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'My Kid Got Lyme Disease'

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Debbie Siciliano's family moved to Greenwich, Conn., in 1997. Just four months later, her son got a tick bite which led to the contraction of Lyme disease. Searching for information on what to do next, Debbie went to local school officials and told them of her family's experience with Lyme. She asked if others in the community were being educated about it and whether they were aware of its seriousness. The answer, sadly, was no.


Now Debbie is co-president and founder of Time for Lyme, Inc., a nonprofit advocacy network. Her mission is to educate others about this disease.

momlogic: What symptoms did your child have, and how did they differ from typical ailments?

Debbie Siciliano: My child had symptoms including aches and dizziness and a rash. We know that all cases of Lyme do not present with a rash. We were lucky to see it.

ml: How long did your son carry the disease before getting proper treatment? How many doctors did you have to see before someone got it right?

DS: Our story is a little complex. We got immediate treatment three days after seeing the rash. However, it turned out that the initial treatment was not enough. Three months later, other symptoms appeared, including blurry vision and night sweats. It was then that we sought additional medical advice and treatment.

ml: What can parents do to protect themselves and their children from Lyme disease?

DS: Educate yourself! It's the most important step. We encourage parents to go to our website to learn about prevention, diagnosis, tick removal and more.

ml: Is there a season where one is more likely to contract the disease?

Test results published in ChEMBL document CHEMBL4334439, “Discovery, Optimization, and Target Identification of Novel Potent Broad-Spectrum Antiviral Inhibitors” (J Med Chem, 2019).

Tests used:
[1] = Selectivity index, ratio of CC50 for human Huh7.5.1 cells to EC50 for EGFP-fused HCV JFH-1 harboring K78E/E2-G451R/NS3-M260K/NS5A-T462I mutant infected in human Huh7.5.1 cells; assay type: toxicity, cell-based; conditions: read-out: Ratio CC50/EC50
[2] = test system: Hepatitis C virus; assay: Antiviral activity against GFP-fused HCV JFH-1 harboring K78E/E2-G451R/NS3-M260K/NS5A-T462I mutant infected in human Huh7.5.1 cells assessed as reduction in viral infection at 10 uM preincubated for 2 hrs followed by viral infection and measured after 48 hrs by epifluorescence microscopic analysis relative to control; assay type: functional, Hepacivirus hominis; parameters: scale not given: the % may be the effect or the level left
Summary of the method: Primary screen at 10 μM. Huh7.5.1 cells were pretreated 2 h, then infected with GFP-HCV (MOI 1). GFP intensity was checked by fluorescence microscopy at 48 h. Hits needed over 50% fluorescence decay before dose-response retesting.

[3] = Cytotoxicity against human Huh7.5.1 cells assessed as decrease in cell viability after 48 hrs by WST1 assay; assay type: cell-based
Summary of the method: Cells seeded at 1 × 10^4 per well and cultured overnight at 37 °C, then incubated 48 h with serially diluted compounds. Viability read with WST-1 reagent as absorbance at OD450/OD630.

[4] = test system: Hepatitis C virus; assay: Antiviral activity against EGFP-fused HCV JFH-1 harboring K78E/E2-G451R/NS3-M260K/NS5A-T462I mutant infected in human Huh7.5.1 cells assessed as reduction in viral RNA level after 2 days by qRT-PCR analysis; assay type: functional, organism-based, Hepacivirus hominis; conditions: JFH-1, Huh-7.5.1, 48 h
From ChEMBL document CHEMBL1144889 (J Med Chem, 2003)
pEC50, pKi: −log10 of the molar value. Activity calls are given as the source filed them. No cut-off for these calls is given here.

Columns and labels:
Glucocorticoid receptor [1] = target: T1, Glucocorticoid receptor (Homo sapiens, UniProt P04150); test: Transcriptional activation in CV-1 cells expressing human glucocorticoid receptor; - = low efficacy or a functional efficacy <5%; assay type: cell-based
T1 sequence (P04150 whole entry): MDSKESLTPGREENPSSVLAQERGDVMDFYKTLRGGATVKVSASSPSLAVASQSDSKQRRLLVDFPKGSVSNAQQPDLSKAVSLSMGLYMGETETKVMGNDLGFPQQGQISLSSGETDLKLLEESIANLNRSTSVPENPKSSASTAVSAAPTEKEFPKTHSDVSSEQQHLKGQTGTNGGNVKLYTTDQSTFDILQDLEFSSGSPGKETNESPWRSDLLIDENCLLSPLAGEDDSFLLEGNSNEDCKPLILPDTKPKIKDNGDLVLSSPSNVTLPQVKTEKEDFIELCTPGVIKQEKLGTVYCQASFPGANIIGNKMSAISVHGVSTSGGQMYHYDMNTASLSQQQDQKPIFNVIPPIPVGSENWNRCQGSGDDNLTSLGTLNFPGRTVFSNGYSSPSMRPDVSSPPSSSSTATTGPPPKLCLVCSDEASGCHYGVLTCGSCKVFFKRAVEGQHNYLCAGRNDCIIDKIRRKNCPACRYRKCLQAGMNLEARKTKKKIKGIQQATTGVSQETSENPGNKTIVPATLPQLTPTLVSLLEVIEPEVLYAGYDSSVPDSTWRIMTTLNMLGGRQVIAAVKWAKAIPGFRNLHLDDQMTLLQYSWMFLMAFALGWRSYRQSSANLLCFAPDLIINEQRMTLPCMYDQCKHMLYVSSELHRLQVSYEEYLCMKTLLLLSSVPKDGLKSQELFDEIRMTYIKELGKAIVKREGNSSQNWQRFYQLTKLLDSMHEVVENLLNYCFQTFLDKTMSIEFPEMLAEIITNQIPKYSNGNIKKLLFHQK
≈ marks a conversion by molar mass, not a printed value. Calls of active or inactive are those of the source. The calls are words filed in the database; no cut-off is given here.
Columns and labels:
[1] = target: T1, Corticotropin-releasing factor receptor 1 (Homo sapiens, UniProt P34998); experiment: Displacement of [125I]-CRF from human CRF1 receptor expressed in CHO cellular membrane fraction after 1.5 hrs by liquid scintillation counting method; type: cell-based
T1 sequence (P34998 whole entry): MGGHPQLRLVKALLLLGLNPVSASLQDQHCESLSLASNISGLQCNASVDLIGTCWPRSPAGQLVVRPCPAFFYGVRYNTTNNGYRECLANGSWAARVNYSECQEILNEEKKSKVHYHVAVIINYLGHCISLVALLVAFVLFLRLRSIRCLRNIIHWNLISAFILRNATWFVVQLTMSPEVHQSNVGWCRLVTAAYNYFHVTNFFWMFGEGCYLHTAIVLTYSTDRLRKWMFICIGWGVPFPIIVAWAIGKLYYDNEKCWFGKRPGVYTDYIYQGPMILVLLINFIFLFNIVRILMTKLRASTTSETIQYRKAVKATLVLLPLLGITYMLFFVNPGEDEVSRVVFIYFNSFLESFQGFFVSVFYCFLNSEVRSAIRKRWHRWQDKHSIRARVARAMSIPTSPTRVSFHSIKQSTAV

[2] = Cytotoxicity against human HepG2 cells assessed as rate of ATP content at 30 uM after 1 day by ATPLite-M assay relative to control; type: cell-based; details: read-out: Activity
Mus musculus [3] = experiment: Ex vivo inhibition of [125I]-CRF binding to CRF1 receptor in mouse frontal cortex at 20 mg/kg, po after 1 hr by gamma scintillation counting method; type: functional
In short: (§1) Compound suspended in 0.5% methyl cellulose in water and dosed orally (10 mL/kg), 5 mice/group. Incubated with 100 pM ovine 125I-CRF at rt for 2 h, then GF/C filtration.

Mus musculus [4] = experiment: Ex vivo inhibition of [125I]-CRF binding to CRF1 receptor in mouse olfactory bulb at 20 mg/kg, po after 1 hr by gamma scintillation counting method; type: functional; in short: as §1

DS: Yes. [Lyme] season begins in spring, when the nymphal, or young, ticks appear. These nymphs are very small and difficult to see. The season continues through the summer and even during the fall and winter.

ml: If you spot a tick on your body -- or your child's -- what's the next step?

DS: If you spot it, know how to properly remove it so that you lessen the chances of contracting infection. [momlogic note: Debbie admits that, when she found the tick on her child's body, she removed it incorrectly -- a mistake parents often commit. One should use tweezers to remove the tick, not fingers. Using fingers may force the contents of the tick into the body, spreading the disease.]

ml: Where can families go for more information on Lyme disease?

DS: We welcome families to visit our website at They can also learn about Lyme from the Columbia University Lyme and Tick-borne Diseases Research Center at, and from the International Lyme and Associated Diseases Society at

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8 comments so far | Post a comment now
lm May 11, 2010, 4:49 PM

why doesn’t this article mention that lyme disease is preventable via vaccination?

Stop the May 18, 2010, 4:09 AM

Protect yourself from getting a tick bite and contamination with Lyme disease.
We’re working on Bugsox for kids, but they are already available for adults. Besides a Tick Remover, buy a Tick Test. This way you can test a tick after you’ve found one and you can go to the doctor with the test to start treatment as fast as possible. Specially for children it is important to act fast after a tick bite, as it can have consequences for the rest of a lifetime!

Read all about it on

Denny May 26, 2010, 2:40 AM

As someone living with Lyme disease in the UK, and a member of the online Lyme community, it really bugs me (excuse the pun) when commercial companies get involved in supposed awareness campaigns. The comment from “Stop the” is a blatant sales pitch to sell their products. Talk about trawling the web for a sales opportunity. It’s not their selling products I am against, it’s the masquerading as a public service. For any UK readers, if you want proper information on ticks and the diseases they carry, go to This is an annual awareness campaigning organised by a not-for-profit organisation. If it hadn’t been for them I wouldn’t have got my diagnosis. It makes me so angry that commercial companies try to hijack the good work done by genuine organisations.

James45 June 4, 2010, 12:43 AM

Lyme disease has been present for a long time in Ohio. Unfortunately, Cleveland lags behind in the diagnosis and treatment of Lyme. I know several people who had to go out of state for treatment.

About lyme: lyme disease

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